The Walking Brain #ADHD

An Introduction of Sorts

#ETConf20 reflection part two, which again is one of these posts I began writing weeks … or is this months ago now? In this I am pondering three things, Nordic Walking, walking conferences, and the ADHD side of life. One of the things I am constantly working on is finding ways to hack my brain. ADHD comes with a myriad of advantages—national crisis, 1001 problems to solve? No problem! Stay calm, be more productive than ever. Also: Empathy, noticing patterns, creativity, hyper focus etc

However, it also comes with soul destroying self-doubt because you once again couldn’t make your mouth stop. Should I ever be interrogated, don’t bother with truth serum. No need. Or not being sure if you got all the subtext right, or came across—once again as pushy because your enthusiasm literally steamrolls people into pancakes of overwhelmedness. Prepared lunch and forgot it in the fridge, went to work in two different shoes, carry a banana until it’s fossilised. Anyway, maybe this little reflection helps another person with the Hunter’s Brain (Tom Hartmann).*

By the way, I am regularly stopped by people when out Nordic Walking as it is not very common in Scotland. Just to summarise what the trainer said: if done properly it can take up to 80% of impact off your knees, while strengthening your muscles, it’s a whole body workout, core and all, with at least as much impact as jogging but not the associated damage to joints etc. If you want to know more let me know in comments.

Nordic Walking Plug
Nordic Walking Poles

Walking Meetings

A while back one of my colleagues told me that they had begun to hold walking meetings and really enjoyed this form of conversation and activity. Of course I had to try it out immediately, and enjoyed these meetings much more than sitting in a stuffy office. Needless to say there is some evidence that it improves executive function.

https://hbr.org/2015/08/how-to-do-walking-meetings-right

I also remember a while back when I was still teaching undergraduate students, I came across some research which indicated that learning and studying outdoors can enhance cognition and memory retention.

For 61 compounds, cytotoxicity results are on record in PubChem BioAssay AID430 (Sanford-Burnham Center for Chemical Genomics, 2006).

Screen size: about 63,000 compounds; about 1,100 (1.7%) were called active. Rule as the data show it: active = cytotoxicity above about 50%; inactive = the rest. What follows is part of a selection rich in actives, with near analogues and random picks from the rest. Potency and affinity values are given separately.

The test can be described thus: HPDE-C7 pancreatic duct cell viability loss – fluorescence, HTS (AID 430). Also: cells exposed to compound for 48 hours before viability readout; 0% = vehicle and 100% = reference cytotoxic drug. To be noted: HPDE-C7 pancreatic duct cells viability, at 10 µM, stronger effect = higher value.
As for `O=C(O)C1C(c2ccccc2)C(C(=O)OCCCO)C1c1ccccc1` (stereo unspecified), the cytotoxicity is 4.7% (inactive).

A summary of one of the research projects is here: https://news.umich.edu/going-outsideeven-in-the-coldimproves-memory-attention/

Just to make sure you are staying with me… 😉

When working from campus and having to do some serious work I often debunk to the Botanical Garden sitting outside when ever possible or in one of the palm houses if torrential downpour prohibits to open my notepad or tablet. I have taken to holding walking meetings regularly, and often go for extended walks if I have to do some serious thinking. I know other colleagues prefer one of the many coffee shops as their happy working space–particularly if you share an office. However, for me there is also something in movement that works well, beyond the being in nature aspect. Anyway, so that habit I combine—thanks to headphones and voice notes—with Nordic Walking. So all hands free. Another tip, if you struggle to start writing, record your thoughts either as audio or as voice notes. It does help with the fear of an empty page and not knowing where to begin.

Walking Conferences

When lockdown came along with the strict one-a-day outside exercise, I undergone some considerable effort to identify the times least people where outside. Because two meters seems too much of an ask …

Anyway…

One day this happened to fall in the middle of a conference presentation, so I decided to take the conference on a Nordic Walk.

What a revelation!

Truly. So apparently the ADHD side of life can listen better, and misses less details, when the body to which The Brain is attached is on the move! From now on I just want to do walking conferences. This was brilliant. I don’t think I am able to convey just how significant the difference in experience this digital on the move conference was. Incidentally, one of the student presenters during this conference session, who also has ADHD said, that they benefited from recorded lecturers for the same reason.

Normally conferences are so stressful that I often end up being sick for most of the night due to system overload, having PTSD-like flashbacks of faces, noises, smells, conversations, images, not being able to make it stop. I think this is The Brain Running a defrag process—maybe I should upgrade to Windows 10. And I am totally stressed out because I have to sit still all day, and can’t move. I obviously have coping mechanisms, being professional and all that jazz. But that’s just that coping versus a genuinely positive experience. And this was the first time in my life where I was lucky to experience how a difference in provision and design can truly be more accessible.

Feels pretty much like that

*https://www.waterstones.com/book/adult-adhd/thom-hartmann/9781620555750

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